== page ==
Juan Estrada,“Chocolatito” Gonzalez rematch set for March 13th. Breakdown by Dallas Owens

(Original Image: ESPN)

On March 13th 2021, at the American Airlines Center in Dallas, TX, WBC champ Juan Francisco “El Gallo” Estrada (41-3, 28KOs) gets a long awaited second shot at besting WBA title-holder, Roman “Chocolatito” Gonzalez (50-2, 41KOs).  

Gonzalez and Estrada first met on November 17th, 2012. This was Estrada’s first championship fight, and Gonzalez’s eighth title defense, his fifth at Light Flyweight.

It was a fight that, on paper, was a wide unanimous decision in favor of the champion Roman Gonzalez. The judge’s scorecards alone didn’t tell the story of the cerebral back-and-forth, drama-laden display of fortitude that was “Chocolatito” vs Estrada I. 

Estrada started out boxing well and moving in and out of range with his blistering hand and foot speed. Gonzalez, as is typical for him, pressed on the young Estrada with short powerful punches and ring generalship. Though he was boxing incredibly and picking his spots, Estrada would occasionally succumb to Gonzalez’s methodical footwork and take hellacious combinations to the body and head while trapped in a corner, or against the ropes. The last few rounds were fought in the proverbial phone booth; The output of both men was exhausting, even for the viewer. Combination met with combination. Chocolatito appeared to be doing more damage with his compact power, but Estrada’s combos were longer, smoother, and faster. Most of the rounds seemed to be swing rounds that would come down to what the individual judges were looking for. It was a true, but unbelievable, example of grit and talent in both fighters. A preview of the wars to come for both men, as they would make their respective climbs to the Super Flyweight division. As stated before, the scorecards were not representative of the battle that took place. 118-110, 116-112, and 116-112, all in favor of the defending champion Roman Gonzalez. Many spectators felt that both men did enough to win, or at the very least, neither deserved to lose.

Plenty of time has passed since then. Each fighter has accrued multiple belts and moved through multiple weight classes in the more than 8 years since the first fight. Since 2012, Gonzalez had made the harrowing ascension to the very top of the pound-for-pound list. With his skills, IQ, power, and unrelenting pressure, “Chocolatito” cleared out the rest of Light Flyweight, and made his way through the next two weight classes, Flyweight, and Super Flyweight. He became the first boxer in history to win a world title in all of the four lowest weight classes, having started his career at Minimumweight. With his propensity for getting into fan-friendly wars and bringing the best out of his opponents, then beating them, he was dubbed by HBO “Little Drama Show” and was often featured just before “the Big Drama Show” Gennadiy ”GGG” Golovkin. The world was recognizing, even in the smaller weight classes, what a force this man had become.

In 2016 he lost his long time trainer, Arnulfo Obando to a stroke, shortly thereafter, in March and September of 2017, Gonzalez took two losses in a row to Wisaksil Wangek(a.k.a. Sirisikat Sor Runvisai, a.k.a. SSR)49-5-1 (42 KOs). One by contested majority decision, and one by vicious and sobering KO.  “Chocolatito” was dropped from the pound-for-pound list, and written off quickly and unceremoniously.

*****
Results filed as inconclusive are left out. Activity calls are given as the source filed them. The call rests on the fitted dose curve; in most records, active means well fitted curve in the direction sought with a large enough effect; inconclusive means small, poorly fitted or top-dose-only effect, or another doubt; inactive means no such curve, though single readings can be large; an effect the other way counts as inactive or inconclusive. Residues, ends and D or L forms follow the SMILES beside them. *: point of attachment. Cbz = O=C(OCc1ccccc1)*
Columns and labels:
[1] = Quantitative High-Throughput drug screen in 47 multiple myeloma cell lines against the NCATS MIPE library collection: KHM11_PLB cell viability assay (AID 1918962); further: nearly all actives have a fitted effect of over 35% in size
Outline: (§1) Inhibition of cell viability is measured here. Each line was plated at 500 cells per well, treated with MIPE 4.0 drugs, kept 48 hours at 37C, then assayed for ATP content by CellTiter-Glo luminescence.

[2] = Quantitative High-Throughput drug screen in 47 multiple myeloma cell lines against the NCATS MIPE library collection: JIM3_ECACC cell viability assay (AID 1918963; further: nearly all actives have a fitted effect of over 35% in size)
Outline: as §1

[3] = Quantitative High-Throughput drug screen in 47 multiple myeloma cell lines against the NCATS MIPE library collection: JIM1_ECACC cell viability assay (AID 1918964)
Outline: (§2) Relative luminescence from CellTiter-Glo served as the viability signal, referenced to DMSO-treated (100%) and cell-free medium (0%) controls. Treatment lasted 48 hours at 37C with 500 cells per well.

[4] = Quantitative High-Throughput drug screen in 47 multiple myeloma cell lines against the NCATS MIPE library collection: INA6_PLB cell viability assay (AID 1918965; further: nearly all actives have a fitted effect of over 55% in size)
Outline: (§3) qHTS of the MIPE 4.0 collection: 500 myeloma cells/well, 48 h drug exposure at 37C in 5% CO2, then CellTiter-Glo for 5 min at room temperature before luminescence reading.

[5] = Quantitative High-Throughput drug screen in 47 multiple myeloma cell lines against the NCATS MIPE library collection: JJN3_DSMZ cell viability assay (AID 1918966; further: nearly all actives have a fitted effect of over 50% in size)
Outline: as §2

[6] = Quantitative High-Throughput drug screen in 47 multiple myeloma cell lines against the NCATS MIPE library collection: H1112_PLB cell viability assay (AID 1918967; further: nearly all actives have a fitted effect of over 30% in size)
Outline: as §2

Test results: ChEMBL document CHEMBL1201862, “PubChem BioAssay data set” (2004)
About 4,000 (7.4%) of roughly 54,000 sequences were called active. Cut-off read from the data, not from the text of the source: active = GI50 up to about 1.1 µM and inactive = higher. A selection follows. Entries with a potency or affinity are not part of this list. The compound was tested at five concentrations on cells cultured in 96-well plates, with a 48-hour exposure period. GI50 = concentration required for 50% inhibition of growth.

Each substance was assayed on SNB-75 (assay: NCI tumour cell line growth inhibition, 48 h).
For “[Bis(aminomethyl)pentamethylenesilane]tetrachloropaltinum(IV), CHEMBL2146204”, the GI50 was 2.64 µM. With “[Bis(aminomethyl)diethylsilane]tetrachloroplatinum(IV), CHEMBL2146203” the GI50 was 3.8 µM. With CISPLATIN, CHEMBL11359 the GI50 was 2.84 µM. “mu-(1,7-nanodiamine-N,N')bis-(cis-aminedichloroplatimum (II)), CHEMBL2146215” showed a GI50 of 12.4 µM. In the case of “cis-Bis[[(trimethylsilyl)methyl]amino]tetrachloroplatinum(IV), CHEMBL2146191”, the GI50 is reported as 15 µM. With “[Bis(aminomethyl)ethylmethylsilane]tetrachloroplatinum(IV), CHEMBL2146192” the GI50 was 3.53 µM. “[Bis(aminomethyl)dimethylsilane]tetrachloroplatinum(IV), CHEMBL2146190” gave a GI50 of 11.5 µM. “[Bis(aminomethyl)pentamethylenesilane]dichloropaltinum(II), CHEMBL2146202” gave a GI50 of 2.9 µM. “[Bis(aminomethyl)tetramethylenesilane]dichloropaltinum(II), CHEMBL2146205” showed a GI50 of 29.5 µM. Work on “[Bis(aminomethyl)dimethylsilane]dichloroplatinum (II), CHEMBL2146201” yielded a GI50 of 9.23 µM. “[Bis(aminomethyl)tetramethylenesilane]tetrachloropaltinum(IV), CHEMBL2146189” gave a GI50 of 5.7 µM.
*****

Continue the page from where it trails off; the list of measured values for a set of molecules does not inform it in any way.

He made his return to the ring September 2018, just over a year after his last fight with Rungvisai. He would plow through Moises Fuentes(47-2) and Diomel Diocos (48-2) on his way to WBA Super Flyweight Champion Kal Yafai (49-2). Though many doubted he still had what it took to be a champion in the weight class some said was one rung too high, he bested Yafai and became a champion once more. in October of 2020 he defended the title he worked so hard to get back to against Israel Gonzalez (50-2). 

Juan Francisco Estrada, after the loss to Gonzalez, has done some climbing of his own. He moved up to flyweight and became unified champion with the WBA and WBO belts. 

After five defenses, he moved to Super Flyweight. His first shot at a belt at this weight was in February 2018, against none other than Sirisikat Sor Rungvisai. He was fighting for the WBC belt Rungvisai had taken from Gonzalez just months before. Estrada fought tooth and nail, but fell just short on the scorecards (114-114, 115-113, and the surprising 117-111) in favor of Sirisikat. 

Though he had yet another loss on his record, he was not dissuaded from realizing his potential at Super Flyweight. He fought twice more in 2018 and eventually worked his way back to a second chance at the powerful Wangek in April of 2019. On this occasion, the night was his. He used his quickness and intelligence to befuddle SSR, and won a relatively close, but unanimous decision. He has defended these belts twice since, and made his own way into the top ten pound-for-pound himself, though he hasn’t yet cracked the top five in most people’s eyes.

Now the time has come for these two world-class champions to come together once more. Gonzalez vs. Estrada II is almost certain to be an exciting event. One man there to prove he still has what it takes to be on the pound-for-pound list, the other there to show why he is there currently. Will Roman win back the titles he lost to Rungvisai, and show Estrada that he is still a fighter to be reckoned with? Has Estrada improved enough since the first fight to best Gonzalez and finally avenge this loss, as he has done all his others?  One thing is certain; both of these fighters consistently put on fan-friendly fights, and show the heart, grit, and determination it takes to be a champion in the famed “Superfly” division. Regardless of the outcome, the fans will win. 

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